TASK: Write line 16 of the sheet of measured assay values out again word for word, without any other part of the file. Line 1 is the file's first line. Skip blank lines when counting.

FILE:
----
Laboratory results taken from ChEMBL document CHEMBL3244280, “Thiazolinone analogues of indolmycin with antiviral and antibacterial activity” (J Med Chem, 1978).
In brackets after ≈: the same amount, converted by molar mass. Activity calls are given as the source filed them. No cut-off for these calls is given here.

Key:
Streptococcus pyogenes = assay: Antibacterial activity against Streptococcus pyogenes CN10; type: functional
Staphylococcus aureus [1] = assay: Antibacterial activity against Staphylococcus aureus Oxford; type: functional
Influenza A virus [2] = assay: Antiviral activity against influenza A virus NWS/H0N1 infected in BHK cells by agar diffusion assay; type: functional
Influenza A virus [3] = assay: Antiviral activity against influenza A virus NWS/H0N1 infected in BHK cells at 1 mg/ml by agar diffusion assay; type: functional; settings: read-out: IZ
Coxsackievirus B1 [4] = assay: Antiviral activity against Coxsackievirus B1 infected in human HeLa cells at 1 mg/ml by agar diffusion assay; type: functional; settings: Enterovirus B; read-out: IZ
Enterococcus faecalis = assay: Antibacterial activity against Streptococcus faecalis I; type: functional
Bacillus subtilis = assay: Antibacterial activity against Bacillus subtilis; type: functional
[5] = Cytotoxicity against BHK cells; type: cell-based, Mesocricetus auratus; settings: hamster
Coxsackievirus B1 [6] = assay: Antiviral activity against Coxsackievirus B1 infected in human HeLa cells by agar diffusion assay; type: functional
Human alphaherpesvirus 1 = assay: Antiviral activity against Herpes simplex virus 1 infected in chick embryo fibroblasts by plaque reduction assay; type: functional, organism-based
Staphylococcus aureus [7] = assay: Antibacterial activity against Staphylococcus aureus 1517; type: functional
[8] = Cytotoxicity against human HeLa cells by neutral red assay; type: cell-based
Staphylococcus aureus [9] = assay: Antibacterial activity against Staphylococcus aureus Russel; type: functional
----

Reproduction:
Staphylococcus aureus [9] = assay: Antibacterial activity against Staphylococcus aureus Russel; type: functional